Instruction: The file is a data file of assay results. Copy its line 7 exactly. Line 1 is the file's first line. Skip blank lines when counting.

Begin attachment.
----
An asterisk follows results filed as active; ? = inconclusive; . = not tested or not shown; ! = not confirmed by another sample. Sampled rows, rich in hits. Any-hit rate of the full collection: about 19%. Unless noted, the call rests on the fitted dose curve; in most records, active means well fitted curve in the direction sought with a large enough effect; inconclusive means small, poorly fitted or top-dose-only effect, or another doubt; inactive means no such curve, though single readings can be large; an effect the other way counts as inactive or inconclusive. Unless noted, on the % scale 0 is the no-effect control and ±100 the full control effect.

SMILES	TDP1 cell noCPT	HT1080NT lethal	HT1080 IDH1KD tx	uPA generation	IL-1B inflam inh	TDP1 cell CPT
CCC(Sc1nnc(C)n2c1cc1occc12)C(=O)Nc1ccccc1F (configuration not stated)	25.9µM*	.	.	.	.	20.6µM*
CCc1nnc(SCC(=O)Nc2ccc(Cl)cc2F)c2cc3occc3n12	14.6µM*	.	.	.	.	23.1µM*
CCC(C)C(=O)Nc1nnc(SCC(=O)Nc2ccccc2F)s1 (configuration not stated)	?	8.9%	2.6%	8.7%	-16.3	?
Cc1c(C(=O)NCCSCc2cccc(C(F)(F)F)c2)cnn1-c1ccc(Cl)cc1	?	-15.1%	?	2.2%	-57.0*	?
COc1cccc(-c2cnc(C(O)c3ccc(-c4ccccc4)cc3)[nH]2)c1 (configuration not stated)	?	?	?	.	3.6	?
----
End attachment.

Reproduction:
COc1cccc(-c2cnc(C(O)c3ccc(-c4ccccc4)cc3)[nH]2)c1 (configuration not stated)	?	?	?	.	3.6	?